Most kicks and a lot of other karate techniques can be delivered in both kiage (snap), and kekomi (thrust) form, in the case of the yoko geri (side kick) the kicks are completely different, while they both still use the sokuto (edge) of the foot, the targets are different, and the way the kicks are delivered are also different.
At this stage both kicks still use the kiba dachi (horse stance), but this will change after this grade to the zenkutsu dachi (front stance), using the kiba dachi (horse stance) for now, will help to ensure the correct part of the foot is used to deliver the kicks.
YOKO GERI KIAGE
(SIDE SNAP KICK)
Start this kick in exactly the same way as the yoko geri (side kick) in the 9th kyu grading. From kiba dachi (horse stance), stepping through and bringing the foot up in line with the supporting leg, this time allow the knee of the kicking leg to slightly move forward in the same direction as the intended kick while raising it, then allow the kicking foot to travel in an arc to arrive at the target just as the leg is straightened. The supporting foot does not move or turn, it stays exactly where it is. This kick must snap into the target, and snap back out again before landing foreword with the same leg in kiba dachi (horse stance) once again. As with the basic yoko geri (side kick) in the 9th kyu grading the foot must stay in line with the supporting leg. The arms are used in exactly the same way as the basic yoko geri (side kick) in the 9th kyu grading. The main targets for this kick are under the throat, under the armpit, under the muscles and elbow of an out stretched arm, and the groin, muscles and knee of an outstretched leg.
Most common faults with yoko geri kiage
1. Not using the sokoto (edge) of the foot.
2. Failing to snap the foot in or out of the kick.
3. Not using the arms properly to guard.
4. Poor stances.
5. Allowing the foot to move out of line with the supporting leg.
YOKO GERI KEKOMI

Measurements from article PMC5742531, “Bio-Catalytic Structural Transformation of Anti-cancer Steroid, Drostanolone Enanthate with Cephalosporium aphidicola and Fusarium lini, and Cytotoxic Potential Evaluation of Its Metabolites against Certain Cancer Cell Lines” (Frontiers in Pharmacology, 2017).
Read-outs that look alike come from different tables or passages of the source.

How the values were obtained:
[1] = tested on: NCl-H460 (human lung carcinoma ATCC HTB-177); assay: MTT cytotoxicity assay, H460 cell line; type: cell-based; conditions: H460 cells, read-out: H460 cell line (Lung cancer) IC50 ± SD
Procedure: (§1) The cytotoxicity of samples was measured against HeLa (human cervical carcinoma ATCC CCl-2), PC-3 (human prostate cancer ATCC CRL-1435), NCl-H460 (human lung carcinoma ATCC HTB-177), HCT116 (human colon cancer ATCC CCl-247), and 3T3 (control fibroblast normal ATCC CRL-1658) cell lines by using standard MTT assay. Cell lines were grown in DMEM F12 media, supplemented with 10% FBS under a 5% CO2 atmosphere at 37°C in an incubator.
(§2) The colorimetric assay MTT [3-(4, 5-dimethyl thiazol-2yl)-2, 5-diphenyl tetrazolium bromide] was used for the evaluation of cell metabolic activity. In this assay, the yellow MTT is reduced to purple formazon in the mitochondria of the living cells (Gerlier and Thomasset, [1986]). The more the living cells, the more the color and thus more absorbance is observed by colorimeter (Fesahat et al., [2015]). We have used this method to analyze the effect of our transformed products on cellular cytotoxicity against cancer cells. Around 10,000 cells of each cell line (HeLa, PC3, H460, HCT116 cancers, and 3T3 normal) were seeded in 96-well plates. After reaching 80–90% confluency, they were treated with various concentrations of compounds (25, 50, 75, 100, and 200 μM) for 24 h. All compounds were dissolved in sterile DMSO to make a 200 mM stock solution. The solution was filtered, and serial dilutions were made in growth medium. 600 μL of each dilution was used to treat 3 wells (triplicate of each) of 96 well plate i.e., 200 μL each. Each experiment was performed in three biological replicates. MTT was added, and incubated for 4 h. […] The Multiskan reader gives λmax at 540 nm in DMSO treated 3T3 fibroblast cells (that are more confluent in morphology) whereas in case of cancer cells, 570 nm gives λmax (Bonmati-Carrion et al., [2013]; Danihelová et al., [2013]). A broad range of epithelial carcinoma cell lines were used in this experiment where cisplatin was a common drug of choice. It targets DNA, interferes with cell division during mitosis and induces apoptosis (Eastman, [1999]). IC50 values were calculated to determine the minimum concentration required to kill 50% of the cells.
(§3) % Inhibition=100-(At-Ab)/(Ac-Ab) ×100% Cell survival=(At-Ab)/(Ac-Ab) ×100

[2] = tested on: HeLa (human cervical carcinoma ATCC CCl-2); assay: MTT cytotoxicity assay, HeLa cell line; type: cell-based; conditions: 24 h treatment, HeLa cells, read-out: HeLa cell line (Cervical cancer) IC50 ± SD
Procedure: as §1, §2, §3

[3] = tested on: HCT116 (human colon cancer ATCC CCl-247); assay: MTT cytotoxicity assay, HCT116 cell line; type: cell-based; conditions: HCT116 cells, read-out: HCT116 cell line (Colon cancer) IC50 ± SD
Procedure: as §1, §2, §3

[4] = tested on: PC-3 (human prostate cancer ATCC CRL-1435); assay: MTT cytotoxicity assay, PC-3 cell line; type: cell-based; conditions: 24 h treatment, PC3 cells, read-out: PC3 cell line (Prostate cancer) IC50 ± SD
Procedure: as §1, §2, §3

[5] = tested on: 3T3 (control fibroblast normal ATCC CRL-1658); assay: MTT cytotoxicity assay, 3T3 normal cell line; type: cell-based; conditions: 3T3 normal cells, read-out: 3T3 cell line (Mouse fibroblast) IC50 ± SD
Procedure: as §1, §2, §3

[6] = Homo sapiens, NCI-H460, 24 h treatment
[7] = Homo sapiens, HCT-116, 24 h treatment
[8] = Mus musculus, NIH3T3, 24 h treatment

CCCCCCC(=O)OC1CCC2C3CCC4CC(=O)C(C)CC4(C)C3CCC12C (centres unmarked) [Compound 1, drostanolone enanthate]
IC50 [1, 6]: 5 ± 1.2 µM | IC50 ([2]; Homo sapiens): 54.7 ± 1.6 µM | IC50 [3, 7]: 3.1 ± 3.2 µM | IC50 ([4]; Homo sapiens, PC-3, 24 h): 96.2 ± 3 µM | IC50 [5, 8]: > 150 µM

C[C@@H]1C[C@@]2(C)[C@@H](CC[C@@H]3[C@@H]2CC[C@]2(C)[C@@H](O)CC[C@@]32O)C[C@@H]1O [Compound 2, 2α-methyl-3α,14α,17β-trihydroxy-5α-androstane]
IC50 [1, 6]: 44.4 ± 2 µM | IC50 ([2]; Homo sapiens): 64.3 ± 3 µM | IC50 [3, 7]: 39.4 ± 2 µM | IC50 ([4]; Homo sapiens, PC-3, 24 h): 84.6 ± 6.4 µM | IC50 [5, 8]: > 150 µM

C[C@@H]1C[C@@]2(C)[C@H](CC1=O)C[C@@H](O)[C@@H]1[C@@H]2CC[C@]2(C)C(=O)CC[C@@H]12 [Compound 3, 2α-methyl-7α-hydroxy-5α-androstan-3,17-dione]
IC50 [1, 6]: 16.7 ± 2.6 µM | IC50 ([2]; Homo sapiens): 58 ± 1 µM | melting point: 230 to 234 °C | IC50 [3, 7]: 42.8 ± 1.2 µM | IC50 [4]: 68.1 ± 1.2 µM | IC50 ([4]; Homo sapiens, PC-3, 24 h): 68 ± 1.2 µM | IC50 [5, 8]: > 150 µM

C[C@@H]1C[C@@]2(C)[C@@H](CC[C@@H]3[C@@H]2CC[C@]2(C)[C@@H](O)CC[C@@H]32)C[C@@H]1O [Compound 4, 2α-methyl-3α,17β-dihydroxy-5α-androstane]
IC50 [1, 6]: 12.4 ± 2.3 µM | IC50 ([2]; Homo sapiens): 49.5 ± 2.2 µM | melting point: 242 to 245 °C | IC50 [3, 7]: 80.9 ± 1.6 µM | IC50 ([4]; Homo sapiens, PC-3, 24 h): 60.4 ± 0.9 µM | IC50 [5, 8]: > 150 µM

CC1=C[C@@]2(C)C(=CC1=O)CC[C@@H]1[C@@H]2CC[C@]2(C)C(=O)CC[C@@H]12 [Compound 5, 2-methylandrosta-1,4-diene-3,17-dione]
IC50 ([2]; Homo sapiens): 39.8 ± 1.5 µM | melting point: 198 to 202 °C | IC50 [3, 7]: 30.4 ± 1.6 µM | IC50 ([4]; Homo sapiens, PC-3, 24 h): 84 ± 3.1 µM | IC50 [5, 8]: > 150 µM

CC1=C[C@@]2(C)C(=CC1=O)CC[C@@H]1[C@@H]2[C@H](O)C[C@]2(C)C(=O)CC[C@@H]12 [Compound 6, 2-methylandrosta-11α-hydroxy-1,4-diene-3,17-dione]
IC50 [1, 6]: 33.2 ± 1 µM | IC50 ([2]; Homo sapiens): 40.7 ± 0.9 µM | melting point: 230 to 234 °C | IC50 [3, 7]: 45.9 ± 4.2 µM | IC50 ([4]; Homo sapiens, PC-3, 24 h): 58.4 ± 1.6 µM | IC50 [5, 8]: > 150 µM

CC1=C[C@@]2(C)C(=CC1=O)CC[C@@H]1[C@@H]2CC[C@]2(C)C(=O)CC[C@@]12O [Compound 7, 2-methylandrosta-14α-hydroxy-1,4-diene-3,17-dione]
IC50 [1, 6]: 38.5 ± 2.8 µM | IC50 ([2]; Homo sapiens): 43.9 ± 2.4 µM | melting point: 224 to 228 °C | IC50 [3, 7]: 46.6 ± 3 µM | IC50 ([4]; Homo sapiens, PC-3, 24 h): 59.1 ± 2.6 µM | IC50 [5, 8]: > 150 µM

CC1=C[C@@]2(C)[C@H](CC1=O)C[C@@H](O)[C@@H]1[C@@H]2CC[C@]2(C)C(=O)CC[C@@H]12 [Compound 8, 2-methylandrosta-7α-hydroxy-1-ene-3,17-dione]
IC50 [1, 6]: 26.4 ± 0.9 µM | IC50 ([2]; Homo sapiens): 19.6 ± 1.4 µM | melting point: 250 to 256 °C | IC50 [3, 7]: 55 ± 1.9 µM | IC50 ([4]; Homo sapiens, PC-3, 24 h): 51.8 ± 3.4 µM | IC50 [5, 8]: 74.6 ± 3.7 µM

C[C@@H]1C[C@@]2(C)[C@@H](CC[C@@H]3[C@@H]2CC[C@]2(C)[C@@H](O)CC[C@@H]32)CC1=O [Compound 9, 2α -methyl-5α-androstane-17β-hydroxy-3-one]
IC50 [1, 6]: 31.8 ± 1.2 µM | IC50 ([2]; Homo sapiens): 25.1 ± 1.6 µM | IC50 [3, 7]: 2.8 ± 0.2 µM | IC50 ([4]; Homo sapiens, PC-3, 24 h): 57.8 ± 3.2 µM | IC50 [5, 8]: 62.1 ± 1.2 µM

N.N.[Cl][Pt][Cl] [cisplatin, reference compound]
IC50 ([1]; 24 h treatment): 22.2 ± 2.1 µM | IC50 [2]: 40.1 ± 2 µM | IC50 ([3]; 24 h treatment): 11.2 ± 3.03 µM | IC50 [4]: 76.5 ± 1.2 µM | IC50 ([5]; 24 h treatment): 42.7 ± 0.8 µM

(SIDE THRUST KICK)
Again start this kick in exactly the same way as before. From kiba dachi (horse stance) step through and bring the foot up in front of the supporting leg, but this time don’t allow the knee of the kicking leg to move forwards, you wont to keep it as close to the body as possible so that it has more travel and picks up more speed for making contact. The sokoto (edge) of the foot is now thrust straight out to the target. This is achieved by allowing the foot of the supporting leg to turn away on contact and encouraging the hip of the supporting leg to drive the kick into the target, the foot is momentarily held in the kicking position for less than a second before returning to a kiba dachi (horse stance). The arms are once again used in the same guarding position as before. A good exercise for higher grades is to have them kick kiage, kekomi (snap thrust) with the same leg before putting it down, it will test strength and balance in the legs
Most common faults with yoko geri kekomi
1. Failing to use the sokoto (edge) of the foot.
2. Not turning the supporting foot.
3. Failing to use the hip to thrust the kick into the target.
4. Not using the arms properly to guard.
5. Poor stances.
6. Not keeping the foot in line with the supporting leg.
7. Failing to lock the foot for a split second before returning it.